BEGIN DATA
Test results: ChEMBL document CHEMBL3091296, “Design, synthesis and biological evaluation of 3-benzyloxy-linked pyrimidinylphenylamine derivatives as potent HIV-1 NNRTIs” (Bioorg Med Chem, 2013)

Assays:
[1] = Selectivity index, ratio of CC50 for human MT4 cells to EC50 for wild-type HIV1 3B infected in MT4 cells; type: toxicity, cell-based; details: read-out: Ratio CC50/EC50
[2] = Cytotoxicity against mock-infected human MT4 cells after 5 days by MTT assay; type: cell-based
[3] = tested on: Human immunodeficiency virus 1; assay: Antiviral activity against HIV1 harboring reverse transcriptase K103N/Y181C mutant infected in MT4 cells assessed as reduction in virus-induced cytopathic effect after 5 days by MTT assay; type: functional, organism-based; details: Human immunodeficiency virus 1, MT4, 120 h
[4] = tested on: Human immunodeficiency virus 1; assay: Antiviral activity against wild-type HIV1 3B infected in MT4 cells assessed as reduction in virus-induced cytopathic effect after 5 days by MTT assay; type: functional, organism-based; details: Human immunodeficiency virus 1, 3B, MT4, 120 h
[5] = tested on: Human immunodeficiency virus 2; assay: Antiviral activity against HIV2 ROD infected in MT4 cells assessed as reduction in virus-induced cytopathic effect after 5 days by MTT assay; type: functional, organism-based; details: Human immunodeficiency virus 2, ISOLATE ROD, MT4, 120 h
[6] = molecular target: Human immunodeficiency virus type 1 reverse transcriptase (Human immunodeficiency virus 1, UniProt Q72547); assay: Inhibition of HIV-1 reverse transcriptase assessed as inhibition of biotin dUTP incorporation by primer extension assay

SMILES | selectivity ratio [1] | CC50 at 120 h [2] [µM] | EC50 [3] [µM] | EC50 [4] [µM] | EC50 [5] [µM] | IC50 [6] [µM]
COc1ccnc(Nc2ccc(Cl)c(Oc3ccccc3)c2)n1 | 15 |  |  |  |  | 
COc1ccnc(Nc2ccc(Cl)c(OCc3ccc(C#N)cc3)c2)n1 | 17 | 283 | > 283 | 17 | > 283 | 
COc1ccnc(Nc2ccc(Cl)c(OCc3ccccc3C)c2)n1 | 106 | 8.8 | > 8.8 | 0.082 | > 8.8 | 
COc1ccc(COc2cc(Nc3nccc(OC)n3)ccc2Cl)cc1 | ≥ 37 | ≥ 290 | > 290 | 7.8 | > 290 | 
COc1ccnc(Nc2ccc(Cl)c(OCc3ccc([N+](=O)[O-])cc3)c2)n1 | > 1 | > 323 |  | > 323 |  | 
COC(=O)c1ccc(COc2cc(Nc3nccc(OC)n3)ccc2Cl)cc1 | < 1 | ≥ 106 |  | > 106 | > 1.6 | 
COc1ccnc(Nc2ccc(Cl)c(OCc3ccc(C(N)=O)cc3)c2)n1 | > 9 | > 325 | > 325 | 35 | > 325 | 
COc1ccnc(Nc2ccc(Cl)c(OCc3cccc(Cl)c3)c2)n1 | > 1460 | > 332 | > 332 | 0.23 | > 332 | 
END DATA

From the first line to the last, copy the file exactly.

Test results: ChEMBL document CHEMBL3091296, “Design, synthesis and biological evaluation of 3-benzyloxy-linked pyrimidinylphenylamine derivatives as potent HIV-1 NNRTIs” (Bioorg Med Chem, 2013)

Assays:
[1] = Selectivity index, ratio of CC50 for human MT4 cells to EC50 for wild-type HIV1 3B infected in MT4 cells; type: toxicity, cell-based; details: read-out: Ratio CC50/EC50
[2] = Cytotoxicity against mock-infected human MT4 cells after 5 days by MTT assay; type: cell-based
[3] = tested on: Human immunodeficiency virus 1; assay: Antiviral activity against HIV1 harboring reverse transcriptase K103N/Y181C mutant infected in MT4 cells assessed as reduction in virus-induced cytopathic effect after 5 days by MTT assay; type: functional, organism-based; details: Human immunodeficiency virus 1, MT4, 120 h
[4] = tested on: Human immunodeficiency virus 1; assay: Antiviral activity against wild-type HIV1 3B infected in MT4 cells assessed as reduction in virus-induced cytopathic effect after 5 days by MTT assay; type: functional, organism-based; details: Human immunodeficiency virus 1, 3B, MT4, 120 h
[5] = tested on: Human immunodeficiency virus 2; assay: Antiviral activity against HIV2 ROD infected in MT4 cells assessed as reduction in virus-induced cytopathic effect after 5 days by MTT assay; type: functional, organism-based; details: Human immunodeficiency virus 2, ISOLATE ROD, MT4, 120 h
[6] = molecular target: Human immunodeficiency virus type 1 reverse transcriptase (Human immunodeficiency virus 1, UniProt Q72547); assay: Inhibition of HIV-1 reverse transcriptase assessed as inhibition of biotin dUTP incorporation by primer extension assay

SMILES | selectivity ratio [1] | CC50 at 120 h [2] [µM] | EC50 [3] [µM] | EC50 [4] [µM] | EC50 [5] [µM] | IC50 [6] [µM]
COc1ccnc(Nc2ccc(Cl)c(Oc3ccccc3)c2)n1 | 15 |  |  |  |  | 
COc1ccnc(Nc2ccc(Cl)c(OCc3ccc(C#N)cc3)c2)n1 | 17 | 283 | > 283 | 17 | > 283 | 
COc1ccnc(Nc2ccc(Cl)c(OCc3ccccc3C)c2)n1 | 106 | 8.8 | > 8.8 | 0.082 | > 8.8 | 
COc1ccc(COc2cc(Nc3nccc(OC)n3)ccc2Cl)cc1 | ≥ 37 | ≥ 290 | > 290 | 7.8 | > 290 | 
COc1ccnc(Nc2ccc(Cl)c(OCc3ccc([N+](=O)[O-])cc3)c2)n1 | > 1 | > 323 |  | > 323 |  | 
COC(=O)c1ccc(COc2cc(Nc3nccc(OC)n3)ccc2Cl)cc1 | < 1 | ≥ 106 |  | > 106 | > 1.6 | 
COc1ccnc(Nc2ccc(Cl)c(OCc3ccc(C(N)=O)cc3)c2)n1 | > 9 | > 325 | > 325 | 35 | > 325 | 
COc1ccnc(Nc2ccc(Cl)c(OCc3cccc(Cl)c3)c2)n1 | > 1460 | > 332 | > 332 | 0.23 | > 332 | 